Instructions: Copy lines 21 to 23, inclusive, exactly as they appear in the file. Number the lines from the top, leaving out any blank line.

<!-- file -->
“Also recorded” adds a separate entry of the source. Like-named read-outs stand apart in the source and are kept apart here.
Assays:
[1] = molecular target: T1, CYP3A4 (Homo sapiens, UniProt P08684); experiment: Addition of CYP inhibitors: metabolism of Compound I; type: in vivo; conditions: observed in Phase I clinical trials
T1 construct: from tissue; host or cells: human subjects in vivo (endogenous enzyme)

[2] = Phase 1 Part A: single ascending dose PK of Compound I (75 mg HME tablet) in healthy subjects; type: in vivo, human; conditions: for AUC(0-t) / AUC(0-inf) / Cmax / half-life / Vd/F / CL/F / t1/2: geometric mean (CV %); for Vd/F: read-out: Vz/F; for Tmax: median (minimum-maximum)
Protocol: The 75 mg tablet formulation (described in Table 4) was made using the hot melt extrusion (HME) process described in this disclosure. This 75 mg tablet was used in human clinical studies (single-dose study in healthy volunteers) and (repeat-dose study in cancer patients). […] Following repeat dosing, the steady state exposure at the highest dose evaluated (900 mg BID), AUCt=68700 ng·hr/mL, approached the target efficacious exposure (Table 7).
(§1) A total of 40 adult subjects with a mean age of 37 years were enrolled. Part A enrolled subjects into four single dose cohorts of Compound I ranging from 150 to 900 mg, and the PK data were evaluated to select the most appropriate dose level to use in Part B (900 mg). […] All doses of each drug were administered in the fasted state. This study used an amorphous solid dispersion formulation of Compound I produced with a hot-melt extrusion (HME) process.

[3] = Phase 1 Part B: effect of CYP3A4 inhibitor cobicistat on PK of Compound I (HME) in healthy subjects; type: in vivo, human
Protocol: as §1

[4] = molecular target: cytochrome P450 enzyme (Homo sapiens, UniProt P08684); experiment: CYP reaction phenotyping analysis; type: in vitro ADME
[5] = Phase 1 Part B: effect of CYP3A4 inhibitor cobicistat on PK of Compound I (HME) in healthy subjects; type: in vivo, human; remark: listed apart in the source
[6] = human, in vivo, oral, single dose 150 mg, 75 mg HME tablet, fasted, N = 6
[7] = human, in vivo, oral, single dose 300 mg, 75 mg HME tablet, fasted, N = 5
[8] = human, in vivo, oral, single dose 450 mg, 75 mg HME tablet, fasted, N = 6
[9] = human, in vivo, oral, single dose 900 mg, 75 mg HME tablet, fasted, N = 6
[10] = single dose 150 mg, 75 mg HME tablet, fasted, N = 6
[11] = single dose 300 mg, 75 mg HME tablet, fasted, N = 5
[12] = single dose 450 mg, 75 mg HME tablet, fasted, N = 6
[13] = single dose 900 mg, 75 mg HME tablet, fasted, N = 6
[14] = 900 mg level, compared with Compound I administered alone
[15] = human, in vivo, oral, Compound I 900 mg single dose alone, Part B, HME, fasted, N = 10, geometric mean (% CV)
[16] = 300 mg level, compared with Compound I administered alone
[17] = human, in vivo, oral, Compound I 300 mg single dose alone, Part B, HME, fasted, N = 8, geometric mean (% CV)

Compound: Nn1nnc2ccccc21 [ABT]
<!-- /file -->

[15] = human, in vivo, oral, Compound I 900 mg single dose alone, Part B, HME, fasted, N = 10, geometric mean (% CV)
[16] = 300 mg level, compared with Compound I administered alone
[17] = human, in vivo, oral, Compound I 300 mg single dose alone, Part B, HME, fasted, N = 8, geometric mean (% CV)